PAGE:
New Thought Editorials > Paradise Enow
It was just too tempting to resist. Nearly every speaker at the recent Congress held in Paradise Valley, Arizona had to ask the audience, "Are we in Paradise?", and get greeted by an overwhelming "YES!", accompanied by laughter. But there was a certain genuineness to it, far more than the customary banter between speaker and audience. There were "loaves of bread" and "jugs of wine" aplenty, and a well-manicured golf course ringed by those ruggedly beautiful brown Arizona mountain peaks to represent "wilderness," not to mention an abundance of "Thous" beside me singing in it, accompanied by an outstanding array of musicians. Beautiful sights and sounds, tastes and feelings. Exquisite food and service from a first-class hotel. If Paradise is a state of mind as well as a valley outside of Phoenix, we were unquestionably in it, both ways. And nobody was a stranger in Paradise for more than thirty seconds after arrival, greeted as we were with comfort and cookies still warm from the oven. Who cared if it was 110 degrees outside? We were in Paradise, and we belonged there. Eat your heart out, Omar Khayyam!
The very repetition of the "Paradise now" message tended to make it stick. The Metaphysical Bible Dictionary defines paradise as "pleasure grounds, Elysium, region of surpassing beauty, Garden of Eden." It continues, "It is a place in which all the elemental forces of Being are at the disposal of the soul that believes in the supremacy of the good." Only when we in our Adam and Eve states of mind—body and soul, intellect and feeling natures—eat the fruit of the Tree of Knowledge of Good and Evil do we leave Paradise, ejected by our own free-will choice to concentrate on something other than the good. "If we entertain both good and evil thoughts, trouble will come to us," wrote New Thought minister Emmet Fox. "The trouble lies in the mixed fruit. It is the mixture of good and evil in our thinking that brings about our downfall." But the flaming sword and the cherubim guard the tree of life, not the way back into the garden. We can go back to Paradise by turning our attention to the good, by recalling what it was like to be in that state of peace. It doesn’t have to be some time in the future, unless we say that it does. We can have Paradise now or keep ourselves out of it, based on what we choose, consciously or unconsciously, habitually. Do we choose the Paradise consciousness and keep choosing it long enough for it to manifest in our lives?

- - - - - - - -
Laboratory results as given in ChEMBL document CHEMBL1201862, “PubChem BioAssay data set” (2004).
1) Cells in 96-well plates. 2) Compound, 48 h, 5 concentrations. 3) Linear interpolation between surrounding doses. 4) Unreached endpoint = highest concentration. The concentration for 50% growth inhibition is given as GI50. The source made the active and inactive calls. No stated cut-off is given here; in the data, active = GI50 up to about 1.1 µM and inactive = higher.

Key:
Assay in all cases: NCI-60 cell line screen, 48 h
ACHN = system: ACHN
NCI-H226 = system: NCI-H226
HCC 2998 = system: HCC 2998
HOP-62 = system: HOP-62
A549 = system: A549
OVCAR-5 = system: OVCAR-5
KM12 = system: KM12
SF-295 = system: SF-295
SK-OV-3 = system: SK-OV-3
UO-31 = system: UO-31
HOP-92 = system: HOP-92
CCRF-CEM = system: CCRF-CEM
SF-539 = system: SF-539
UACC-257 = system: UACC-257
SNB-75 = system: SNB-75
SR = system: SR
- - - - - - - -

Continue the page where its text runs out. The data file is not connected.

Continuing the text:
"The world thinks," Fox continues, "that by analyzing evil, studying it, filling our minds with it, we shall obtain power over it . . . Of course, the opposite is the truth. The only way to overcome evil is to refuse to touch it mentally—or, if we have already done so, to un-know it." Those of us who spent a week in Paradise could easily have spent a week in Gehenna by concentrating on the outside temperature! Instead, we rejoiced in the air conditioning, stepping out into the blast-furnace heat now and then to enjoy the contrast. We "lifted our eyes unto the hills" as we enjoyed a cooked-to-order breakfast or dinner in the lovely dining room overlooking the golf course, where "mad dogs and Englishmen" teed off, indifferent to the thermometer reading. We could have stewed over the problems we had left back home and missed the joy of communing with infrequently-seen friends, or laughing over a good story, or being carried away by the beauty of a singer’s new interpretation of an old favorite. We could have remained stuck in our old beliefs, instead of opening our minds and hearts to new, fresh ideas. We would have had our knowledge of good and evil, our worldly-wise preparedness. But we would have missed Paradise now. "Eating the forbidden fruit—believing in limitation—is the fall of man, and by it we are driven out of Paradise and must remain outside until the false belief is relinquished. The law of harmony prevents the holder of a false belief from getting into Paradise, no matter from what direction he may try." But, as Paul reminds us, "we have the mind of Christ" (I Cor. 2:16). The Christ-mind, also known as God’s initial aim, is available to us in each moment. Fox concludes, "Adam and Eve drove themselves our of Paradise through accepting fear and doubt, but Christ reopens that eastern gate and restores them." "Paradise enow" was at the Congress, and Paradise now is available as well, if we turn our attention to the good and say yes to God’s perfect possibilities.